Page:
What should I have said?

I recently interviewed with a BB for an ER Associate position and I was asked a question that kind of caught me off guard. I was interviewing for a specific team within Healthcare and my interviewer asked me this:

"Are you only interested in this sector of Healthcare or would you be interested in some of our other coverage teams? I ask because we are actively hiring associates for many of our other teams outside of Healthcare."

I tried to play the fence as much as possible and stress that I am very much interested in the specific role within Healthcare but would be open to other sectors should the role be a better fit for me.

Was this the right response? Was he testing my focus and desire for the specific role or could he have been sincere? I forgot to mention that this was a third round interview and not just some first round interview with HR.

Comments (8)

Mar 11, 2009

yeah, it's ok-- as long as you gave good reasons for why health care is your main interest (and take the opportunity to show a bit of your knowledge about the sector). You should have tried to convince them that healthcare is the BEST fit for you.. However, as it seems you did, you should also let them know that ER is what you really want to do, and you'd be willing to work on another coverage team if that's what would be best for the team.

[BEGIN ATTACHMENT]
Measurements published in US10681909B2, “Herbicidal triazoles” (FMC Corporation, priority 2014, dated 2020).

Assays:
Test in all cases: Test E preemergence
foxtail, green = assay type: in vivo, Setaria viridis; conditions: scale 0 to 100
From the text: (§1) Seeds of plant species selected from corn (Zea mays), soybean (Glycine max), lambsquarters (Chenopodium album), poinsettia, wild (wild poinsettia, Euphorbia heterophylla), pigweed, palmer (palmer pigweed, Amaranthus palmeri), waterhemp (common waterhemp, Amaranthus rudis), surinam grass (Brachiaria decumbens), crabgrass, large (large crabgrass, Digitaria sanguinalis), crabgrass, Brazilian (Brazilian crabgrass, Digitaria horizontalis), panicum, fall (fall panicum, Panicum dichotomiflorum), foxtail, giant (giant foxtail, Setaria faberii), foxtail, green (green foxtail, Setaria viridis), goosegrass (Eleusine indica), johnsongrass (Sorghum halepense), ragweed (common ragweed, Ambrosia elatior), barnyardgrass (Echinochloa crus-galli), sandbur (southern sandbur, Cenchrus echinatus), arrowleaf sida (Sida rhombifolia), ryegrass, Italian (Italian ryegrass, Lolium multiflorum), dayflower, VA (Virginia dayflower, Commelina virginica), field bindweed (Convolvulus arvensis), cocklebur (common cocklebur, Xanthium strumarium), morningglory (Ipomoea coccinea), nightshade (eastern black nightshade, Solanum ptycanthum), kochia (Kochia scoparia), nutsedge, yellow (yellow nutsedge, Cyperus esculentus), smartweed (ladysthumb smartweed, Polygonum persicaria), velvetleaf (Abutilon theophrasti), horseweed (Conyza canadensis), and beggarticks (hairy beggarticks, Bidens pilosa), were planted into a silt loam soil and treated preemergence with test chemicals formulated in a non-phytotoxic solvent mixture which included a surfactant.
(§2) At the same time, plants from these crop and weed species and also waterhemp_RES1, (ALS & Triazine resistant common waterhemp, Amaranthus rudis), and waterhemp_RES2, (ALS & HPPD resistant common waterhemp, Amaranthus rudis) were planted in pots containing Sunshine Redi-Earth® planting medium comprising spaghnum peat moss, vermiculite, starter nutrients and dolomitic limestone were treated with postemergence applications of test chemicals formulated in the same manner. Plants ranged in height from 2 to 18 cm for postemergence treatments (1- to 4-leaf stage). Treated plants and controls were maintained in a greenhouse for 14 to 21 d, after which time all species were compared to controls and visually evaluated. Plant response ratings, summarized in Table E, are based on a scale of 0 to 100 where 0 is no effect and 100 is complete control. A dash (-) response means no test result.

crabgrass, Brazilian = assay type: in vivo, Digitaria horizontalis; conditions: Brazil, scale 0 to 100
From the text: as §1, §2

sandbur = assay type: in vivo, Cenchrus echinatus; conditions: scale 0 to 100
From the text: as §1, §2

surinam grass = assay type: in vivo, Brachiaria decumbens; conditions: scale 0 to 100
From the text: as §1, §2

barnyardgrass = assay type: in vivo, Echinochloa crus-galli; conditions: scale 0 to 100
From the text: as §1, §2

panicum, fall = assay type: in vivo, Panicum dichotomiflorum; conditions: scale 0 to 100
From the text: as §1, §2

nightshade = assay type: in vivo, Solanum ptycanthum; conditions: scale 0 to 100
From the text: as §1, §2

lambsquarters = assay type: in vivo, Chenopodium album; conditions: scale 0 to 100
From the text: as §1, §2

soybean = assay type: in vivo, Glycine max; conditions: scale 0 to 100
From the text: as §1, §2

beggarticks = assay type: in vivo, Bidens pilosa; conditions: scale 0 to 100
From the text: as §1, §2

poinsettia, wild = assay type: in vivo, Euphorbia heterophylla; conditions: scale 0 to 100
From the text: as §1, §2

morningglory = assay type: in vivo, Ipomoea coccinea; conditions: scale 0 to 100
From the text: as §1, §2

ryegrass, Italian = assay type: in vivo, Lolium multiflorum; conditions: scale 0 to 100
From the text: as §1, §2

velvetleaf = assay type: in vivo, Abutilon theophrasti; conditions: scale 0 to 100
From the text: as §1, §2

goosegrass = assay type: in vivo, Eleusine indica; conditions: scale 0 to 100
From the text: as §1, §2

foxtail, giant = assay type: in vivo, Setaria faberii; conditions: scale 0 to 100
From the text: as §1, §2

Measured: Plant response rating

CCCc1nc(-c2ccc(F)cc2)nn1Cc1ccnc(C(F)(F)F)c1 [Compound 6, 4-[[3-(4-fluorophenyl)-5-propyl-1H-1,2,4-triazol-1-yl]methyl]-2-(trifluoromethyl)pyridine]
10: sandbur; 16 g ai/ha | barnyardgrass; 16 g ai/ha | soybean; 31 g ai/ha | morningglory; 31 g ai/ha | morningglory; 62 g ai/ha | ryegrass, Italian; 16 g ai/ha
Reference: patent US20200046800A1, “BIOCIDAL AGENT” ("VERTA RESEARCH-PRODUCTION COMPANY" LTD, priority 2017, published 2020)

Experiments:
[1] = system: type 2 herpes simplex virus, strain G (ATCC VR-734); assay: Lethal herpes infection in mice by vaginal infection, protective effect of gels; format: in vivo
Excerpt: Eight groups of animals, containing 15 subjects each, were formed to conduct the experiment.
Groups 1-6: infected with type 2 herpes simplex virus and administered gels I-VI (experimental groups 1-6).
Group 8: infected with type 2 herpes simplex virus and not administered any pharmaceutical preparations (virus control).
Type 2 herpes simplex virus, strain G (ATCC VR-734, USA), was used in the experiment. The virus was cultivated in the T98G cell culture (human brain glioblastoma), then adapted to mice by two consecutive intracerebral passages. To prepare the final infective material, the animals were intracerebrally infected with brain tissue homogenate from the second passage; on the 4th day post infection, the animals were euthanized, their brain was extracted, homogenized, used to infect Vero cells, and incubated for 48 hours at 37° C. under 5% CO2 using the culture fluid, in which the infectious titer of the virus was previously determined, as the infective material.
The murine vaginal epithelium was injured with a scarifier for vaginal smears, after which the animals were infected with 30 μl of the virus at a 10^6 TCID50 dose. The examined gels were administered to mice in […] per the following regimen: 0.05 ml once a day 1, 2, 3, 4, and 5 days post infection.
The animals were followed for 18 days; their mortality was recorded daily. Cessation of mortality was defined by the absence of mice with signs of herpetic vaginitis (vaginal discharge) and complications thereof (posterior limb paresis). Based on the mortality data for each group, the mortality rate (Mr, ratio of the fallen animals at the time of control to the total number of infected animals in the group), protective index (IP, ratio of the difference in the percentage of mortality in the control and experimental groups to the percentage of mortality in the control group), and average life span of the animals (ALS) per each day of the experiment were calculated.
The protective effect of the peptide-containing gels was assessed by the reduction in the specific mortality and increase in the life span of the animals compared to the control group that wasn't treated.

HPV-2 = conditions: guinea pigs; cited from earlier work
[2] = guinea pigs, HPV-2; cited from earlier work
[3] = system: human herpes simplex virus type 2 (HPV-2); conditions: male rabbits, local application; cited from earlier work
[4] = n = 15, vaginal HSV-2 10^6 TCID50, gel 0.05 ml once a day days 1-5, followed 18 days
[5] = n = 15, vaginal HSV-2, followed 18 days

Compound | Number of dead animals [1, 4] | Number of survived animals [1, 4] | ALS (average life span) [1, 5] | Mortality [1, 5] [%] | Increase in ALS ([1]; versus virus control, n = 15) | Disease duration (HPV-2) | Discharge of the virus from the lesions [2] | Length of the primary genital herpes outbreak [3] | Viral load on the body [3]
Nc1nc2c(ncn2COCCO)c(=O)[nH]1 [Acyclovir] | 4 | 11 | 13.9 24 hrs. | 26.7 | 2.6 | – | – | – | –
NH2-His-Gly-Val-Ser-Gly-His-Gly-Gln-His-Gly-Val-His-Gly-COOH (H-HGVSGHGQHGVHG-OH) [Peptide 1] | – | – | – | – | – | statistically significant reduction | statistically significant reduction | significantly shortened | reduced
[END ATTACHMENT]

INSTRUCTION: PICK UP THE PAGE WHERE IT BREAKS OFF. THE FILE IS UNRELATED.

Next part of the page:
It could be one of 2 things--- the first is as you said, testing your focus/desire/push for the role.. The other could be that he thought you were a good candidate but wasn't sure that you'd be right for the healthcare team, and may be seeing if you'd be willing to work elsewhere within the ER department at the firm

Mar 11, 2009
Travis_The_Chimp:

I tried to play the fence as much as possible and stress that I am very much interested in the specific role within Healthcare but would be open to other sectors should the role be a better fit for me.

You did everything right except for "playing the fence." Equity research is about having conviction in your calls, and not about taking the middle of the road. Consensus is the average of what everyone believes; you don't get paid for being average.

While the general implication of what you said is fine, next time make sure you say what you're saying with more confidence. Here's what I would have said (and have said):

"I'm most excited about covering the healthcare sector because of reasons X and Y, and hopefully I've conveyed that in our conversation today. That being said, I recognize that a career in equity research covering any sector can provide me with a broad and transferable financial skill set, so if you feel that I might be a good fit for other groups as well, I'd be open to having those conversations."

Notice how it basically implies what you said, but frames it in a different tone. If you're serious about a career in equity research (or investment banking), you'll eventually see that it's not always about what you say; it's about how you say it. I think that's the nature of the sell-side.

Best of luck -- don't stress about it, the question you got isn't a deal breaker and you handled it fine. It's just a matter of making a good response into an even better one.

Mar 11, 2009
numi:
Travis_The_Chimp:

I tried to play the fence as much as possible and stress that I am very much interested in the specific role within Healthcare but would be open to other sectors should the role be a better fit for me.

You did everything right except for "playing the fence." Equity research is about having conviction in your calls, and not about taking the middle of the road. Consensus is the average of what everyone believes; you don't get paid for being average.